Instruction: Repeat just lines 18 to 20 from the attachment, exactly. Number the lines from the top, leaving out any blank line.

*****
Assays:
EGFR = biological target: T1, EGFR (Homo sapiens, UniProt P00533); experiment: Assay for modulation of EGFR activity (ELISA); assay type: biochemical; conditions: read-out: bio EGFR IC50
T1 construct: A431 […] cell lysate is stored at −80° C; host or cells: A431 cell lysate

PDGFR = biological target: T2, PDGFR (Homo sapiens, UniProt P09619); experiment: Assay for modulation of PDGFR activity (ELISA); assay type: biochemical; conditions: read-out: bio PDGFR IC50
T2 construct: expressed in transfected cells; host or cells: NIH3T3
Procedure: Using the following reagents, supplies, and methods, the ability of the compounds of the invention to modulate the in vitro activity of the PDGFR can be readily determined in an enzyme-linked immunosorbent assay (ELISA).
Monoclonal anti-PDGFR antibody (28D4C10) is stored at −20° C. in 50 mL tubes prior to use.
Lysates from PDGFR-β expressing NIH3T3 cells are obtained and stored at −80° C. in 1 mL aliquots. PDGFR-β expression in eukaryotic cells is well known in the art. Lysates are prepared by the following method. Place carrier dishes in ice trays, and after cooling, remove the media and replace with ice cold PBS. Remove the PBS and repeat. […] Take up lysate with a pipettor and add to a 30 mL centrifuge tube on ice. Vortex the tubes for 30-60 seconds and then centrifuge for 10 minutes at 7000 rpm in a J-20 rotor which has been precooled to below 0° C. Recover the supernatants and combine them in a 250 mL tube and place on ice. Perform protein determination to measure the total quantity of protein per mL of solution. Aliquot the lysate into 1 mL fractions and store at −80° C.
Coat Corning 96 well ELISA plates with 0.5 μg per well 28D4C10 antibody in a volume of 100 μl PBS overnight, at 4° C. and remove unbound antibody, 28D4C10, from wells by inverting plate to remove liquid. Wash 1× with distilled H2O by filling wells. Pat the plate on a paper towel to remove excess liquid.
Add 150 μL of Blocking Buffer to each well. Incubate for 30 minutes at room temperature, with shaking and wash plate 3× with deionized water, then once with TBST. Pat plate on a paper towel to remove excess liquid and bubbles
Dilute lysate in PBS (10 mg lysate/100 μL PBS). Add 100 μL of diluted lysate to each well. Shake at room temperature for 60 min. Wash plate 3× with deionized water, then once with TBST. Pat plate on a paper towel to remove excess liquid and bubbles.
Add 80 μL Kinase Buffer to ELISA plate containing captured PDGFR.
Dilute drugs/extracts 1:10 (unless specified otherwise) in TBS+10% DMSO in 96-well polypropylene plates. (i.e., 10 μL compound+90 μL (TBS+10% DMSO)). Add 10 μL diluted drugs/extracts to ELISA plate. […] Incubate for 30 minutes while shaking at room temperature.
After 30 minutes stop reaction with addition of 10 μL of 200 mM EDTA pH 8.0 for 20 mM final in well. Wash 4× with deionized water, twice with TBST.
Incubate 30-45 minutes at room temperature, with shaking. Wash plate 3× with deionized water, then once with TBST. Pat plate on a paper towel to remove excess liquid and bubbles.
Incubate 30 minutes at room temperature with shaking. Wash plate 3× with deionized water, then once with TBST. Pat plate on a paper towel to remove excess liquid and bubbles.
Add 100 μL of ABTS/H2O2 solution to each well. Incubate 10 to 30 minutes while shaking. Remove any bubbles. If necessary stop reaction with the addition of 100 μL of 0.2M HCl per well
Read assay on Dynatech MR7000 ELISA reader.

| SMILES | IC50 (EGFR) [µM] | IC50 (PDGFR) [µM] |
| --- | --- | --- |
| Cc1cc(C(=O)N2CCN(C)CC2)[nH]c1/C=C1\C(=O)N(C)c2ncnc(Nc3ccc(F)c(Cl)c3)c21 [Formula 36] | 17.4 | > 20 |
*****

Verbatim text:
Read assay on Dynatech MR7000 ELISA reader.

| SMILES | IC50 (EGFR) [µM] | IC50 (PDGFR) [µM] |
| --- | --- | --- |